Start Reading If I Fall, If I Die

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1.

The boy stepped Outside, and he did not die.

He was not riddled with arrows, his hair did not spring into flame, and his breath did not crush his lungs like spent grocery bags. His eyeballs did not sizzle in their sockets, and his heart’s pistons did not seize. No barbarian lopped his head into a blood-soggy wicker basket, and no glinting ninja stars were zinged into his throat. Actually, incredibly: nothing happened—no immolation, no blood-bath, no spontaneous asphyxiation, no tide of shivery terror crashing upon the shore of his heart—not even a trace of his mother’s Black Lagoon in his breath.

Somehow Will was calm.

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The day’s bronzy light, shredded by a copse of birch, tossed a billion luminous knife blades onto the front lawn. And he dared to continue down the walk— where he’d watched hundreds of delivery men stride to their house bearing fresh food for them to eat and new clothes for them to wear—with the paving stones granular and toilet-bowl cool under his naked feet. Venturing out into the unreal arena of his front yard for the first time in his memory, he discovered only early summer crispness in the air—this Outside air— its breeze slaloming through the jagged wisps of his cut-off shorts, in and out of the straps of his Helmet. Will had felt this same air sweep through the window in New York on those rare occasions he opened it, despite how it worried his mother, but something was sapped when it came through. He’d never immersed himself this way, not since his memory got impressionistic and gauzy as if it had been transcribed by a stenographer in full Black Lagoon.

Will was Outside because he’d heard an odd bang while painting a six-foot masterpiece his mother had commissioned for London, a composition she twice in passing compared to Mark Rothko, who was a genius painter, just like him. At first he’d thought another bird had struck the big picture window in Cairo. Will once watched a blue jay—he’d identified it with the bird book he used as a drawing reference—palsying there in the ochre dirt beneath the glass, its neck canted grimly as though trying to watch an upsidedown film. Blood rimmed its eyes and its beak was shattered like an egg ready to be peeled. It had thought it would go for a nice flitter through Cairo, over the burnt-orange velour loveseat, through the high, bright cavern of the hallway where Will’s masterpieces were hung, past dim London with its ravine of bookshelves and credenza display of his sculptures, over the staircase with its twin railings she’d installed on either side (for safety), and pick off some food scraps around the slow cooker in Paris. Had its mother never warned it about glass? Will had wondered, sitting there fogging the window until the creature finally stilled and Will startled himself with a sob, both of pity, and of thankfulness for their safety Inside. Nothing ever died in their house— except for bugs, lightbulbs, and batteries. Outside, however, was another story.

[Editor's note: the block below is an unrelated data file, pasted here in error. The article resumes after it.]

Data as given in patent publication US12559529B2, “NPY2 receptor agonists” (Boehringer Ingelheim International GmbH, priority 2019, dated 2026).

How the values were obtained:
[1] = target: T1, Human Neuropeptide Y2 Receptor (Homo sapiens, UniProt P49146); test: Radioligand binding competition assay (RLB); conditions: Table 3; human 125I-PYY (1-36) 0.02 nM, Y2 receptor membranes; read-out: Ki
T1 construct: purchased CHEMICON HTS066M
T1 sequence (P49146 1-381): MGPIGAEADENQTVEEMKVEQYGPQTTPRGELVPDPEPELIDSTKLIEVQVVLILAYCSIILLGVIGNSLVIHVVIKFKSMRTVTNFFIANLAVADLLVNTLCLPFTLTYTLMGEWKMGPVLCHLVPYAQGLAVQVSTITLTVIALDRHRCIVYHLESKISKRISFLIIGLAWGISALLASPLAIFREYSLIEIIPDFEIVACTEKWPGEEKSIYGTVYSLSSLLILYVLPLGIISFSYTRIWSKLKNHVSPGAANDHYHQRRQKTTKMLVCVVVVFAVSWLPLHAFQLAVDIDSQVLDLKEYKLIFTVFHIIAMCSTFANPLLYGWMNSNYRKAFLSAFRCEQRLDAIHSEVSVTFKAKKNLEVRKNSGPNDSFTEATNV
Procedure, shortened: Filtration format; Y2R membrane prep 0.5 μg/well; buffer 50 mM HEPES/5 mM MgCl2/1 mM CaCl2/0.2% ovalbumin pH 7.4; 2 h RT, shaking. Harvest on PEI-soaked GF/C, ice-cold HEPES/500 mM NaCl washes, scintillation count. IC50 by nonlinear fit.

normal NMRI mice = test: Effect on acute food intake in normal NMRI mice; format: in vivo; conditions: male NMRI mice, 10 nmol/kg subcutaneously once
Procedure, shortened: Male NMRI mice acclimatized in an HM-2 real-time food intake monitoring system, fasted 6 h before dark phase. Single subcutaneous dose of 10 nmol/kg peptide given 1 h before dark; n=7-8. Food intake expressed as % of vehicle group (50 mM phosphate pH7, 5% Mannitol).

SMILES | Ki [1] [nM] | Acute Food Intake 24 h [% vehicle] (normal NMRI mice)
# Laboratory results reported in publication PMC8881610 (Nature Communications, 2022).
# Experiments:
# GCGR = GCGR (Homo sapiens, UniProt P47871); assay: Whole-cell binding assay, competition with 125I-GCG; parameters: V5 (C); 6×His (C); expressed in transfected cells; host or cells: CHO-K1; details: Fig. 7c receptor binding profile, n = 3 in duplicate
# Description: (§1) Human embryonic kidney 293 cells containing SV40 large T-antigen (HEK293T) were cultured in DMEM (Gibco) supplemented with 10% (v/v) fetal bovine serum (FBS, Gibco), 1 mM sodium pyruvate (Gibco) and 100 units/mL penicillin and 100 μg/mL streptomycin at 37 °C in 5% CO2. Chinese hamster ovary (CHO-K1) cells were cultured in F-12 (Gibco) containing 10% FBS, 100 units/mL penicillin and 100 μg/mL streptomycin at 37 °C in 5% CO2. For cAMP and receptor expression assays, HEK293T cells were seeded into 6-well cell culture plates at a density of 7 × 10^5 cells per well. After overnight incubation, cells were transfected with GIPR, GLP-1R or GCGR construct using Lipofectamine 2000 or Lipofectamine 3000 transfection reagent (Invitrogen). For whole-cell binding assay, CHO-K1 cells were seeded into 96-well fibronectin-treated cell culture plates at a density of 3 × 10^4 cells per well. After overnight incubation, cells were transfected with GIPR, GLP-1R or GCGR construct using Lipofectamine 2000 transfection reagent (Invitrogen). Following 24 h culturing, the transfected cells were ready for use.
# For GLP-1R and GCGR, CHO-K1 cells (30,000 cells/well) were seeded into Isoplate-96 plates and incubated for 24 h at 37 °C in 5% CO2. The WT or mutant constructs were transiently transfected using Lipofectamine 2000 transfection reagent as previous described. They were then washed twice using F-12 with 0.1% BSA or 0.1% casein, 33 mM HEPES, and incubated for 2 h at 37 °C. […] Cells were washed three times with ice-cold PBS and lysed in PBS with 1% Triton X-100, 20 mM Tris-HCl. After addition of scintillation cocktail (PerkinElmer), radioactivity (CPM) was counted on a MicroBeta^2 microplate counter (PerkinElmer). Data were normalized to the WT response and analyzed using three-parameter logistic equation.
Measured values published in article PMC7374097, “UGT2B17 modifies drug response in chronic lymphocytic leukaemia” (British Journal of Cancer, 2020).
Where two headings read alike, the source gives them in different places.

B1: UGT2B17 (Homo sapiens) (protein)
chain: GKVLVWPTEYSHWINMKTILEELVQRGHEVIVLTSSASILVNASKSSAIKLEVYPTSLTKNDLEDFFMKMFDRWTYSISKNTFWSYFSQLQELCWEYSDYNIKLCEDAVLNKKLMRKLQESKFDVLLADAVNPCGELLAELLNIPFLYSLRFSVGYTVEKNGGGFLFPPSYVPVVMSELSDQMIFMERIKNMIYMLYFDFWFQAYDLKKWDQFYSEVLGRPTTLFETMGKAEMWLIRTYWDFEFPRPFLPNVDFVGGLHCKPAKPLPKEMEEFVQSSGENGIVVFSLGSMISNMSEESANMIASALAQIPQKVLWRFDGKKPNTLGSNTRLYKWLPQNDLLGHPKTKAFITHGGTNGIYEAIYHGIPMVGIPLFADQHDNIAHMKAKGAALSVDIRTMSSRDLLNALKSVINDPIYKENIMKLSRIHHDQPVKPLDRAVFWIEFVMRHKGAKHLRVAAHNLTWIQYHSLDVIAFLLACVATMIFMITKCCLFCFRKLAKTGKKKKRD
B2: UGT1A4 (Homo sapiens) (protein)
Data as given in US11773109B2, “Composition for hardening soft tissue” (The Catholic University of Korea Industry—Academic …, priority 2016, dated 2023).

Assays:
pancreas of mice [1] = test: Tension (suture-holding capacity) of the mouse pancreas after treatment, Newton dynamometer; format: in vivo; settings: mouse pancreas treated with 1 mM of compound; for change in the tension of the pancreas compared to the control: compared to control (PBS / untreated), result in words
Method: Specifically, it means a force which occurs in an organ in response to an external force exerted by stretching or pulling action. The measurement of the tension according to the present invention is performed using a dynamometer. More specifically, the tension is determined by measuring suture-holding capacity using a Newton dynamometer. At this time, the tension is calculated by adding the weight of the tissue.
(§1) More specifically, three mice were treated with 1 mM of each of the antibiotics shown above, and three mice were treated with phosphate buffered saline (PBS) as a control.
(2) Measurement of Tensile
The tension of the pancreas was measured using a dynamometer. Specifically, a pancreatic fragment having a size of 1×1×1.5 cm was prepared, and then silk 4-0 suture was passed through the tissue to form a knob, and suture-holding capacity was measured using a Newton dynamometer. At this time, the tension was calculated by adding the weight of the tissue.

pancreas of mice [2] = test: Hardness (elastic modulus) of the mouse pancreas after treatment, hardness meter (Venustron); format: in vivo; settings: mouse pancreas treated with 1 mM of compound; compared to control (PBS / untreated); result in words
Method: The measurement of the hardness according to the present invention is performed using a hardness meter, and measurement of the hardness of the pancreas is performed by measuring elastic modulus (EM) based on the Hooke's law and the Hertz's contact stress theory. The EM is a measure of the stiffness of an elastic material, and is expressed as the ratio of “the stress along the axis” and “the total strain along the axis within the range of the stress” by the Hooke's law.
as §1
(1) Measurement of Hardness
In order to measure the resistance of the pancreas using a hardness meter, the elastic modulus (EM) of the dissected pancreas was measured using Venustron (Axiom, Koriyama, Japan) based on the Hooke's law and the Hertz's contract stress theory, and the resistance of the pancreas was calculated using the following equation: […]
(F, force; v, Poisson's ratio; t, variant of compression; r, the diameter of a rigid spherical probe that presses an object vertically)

Though his mother feared pets, other creatures had more successfully entered their home. He’d found trickles of ants in the basement, mouse turds peppering the pantry, and crews of flies sprinting across the windows. Rogue moths snuck through the door when Will opened it for deliverymen, their wings powdery and fragrant like the makeup that sat unused on his mother’s long teak dresser in San Francisco. He’d cup the moths in his hands, feel their desperate clatter between his palms, then cast them through the only unscreened window in Venice.

Sometimes people had come. Once the furnace was repaired by an ancient man who smelled of pastrami and wood smoke. And for a time the paperboy would leave his strange, grubby shoes by the front door and play LEGO with Will on the carpet in Cairo. At first it was thrilling, until Will noticed the older boy’s proclivity for breathing exclusively through his too-small nose and building only uninspired bunkerish structures, mixing colors together like an architectural test pattern. After a few weeks, Will stopped answering the door when he knocked, telling his mother that he didn’t need friends because he was an artistic genius. “Don’t toot your own horn,” she’d said, smiling.

Of course he’d considered going Outside thousands of times— as he’d considered executing a standing double backflip or walking around with his feet magnetized to the ceiling or chainsawing a trapdoor in the floor—but had never dared. Even when he lobbed their garbage bags as far to the curb as he could manage from the front foyer, or watched shirtless neighborhood boys plow their BMXs through the meaty summer heat, he’d never been sufficiently tempted. Mailmen over the years had asked why he and his mother were always home, and Will often replied, “Why are you a mailman?” with one raised eyebrow, which usually shut them up.